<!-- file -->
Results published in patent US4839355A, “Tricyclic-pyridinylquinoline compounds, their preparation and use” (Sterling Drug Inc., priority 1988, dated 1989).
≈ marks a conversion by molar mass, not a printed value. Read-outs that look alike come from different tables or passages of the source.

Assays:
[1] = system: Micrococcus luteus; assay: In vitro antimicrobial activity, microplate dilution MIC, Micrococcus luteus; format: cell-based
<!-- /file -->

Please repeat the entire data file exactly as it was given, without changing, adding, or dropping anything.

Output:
Results published in patent US4839355A, “Tricyclic-pyridinylquinoline compounds, their preparation and use” (Sterling Drug Inc., priority 1988, dated 1989).
≈ marks a conversion by molar mass, not a printed value. Read-outs that look alike come from different tables or passages of the source.

Assays:
[1] = system: Micrococcus luteus; assay: In vitro antimicrobial activity, microplate dilution MIC, Micrococcus luteus; format: cell-based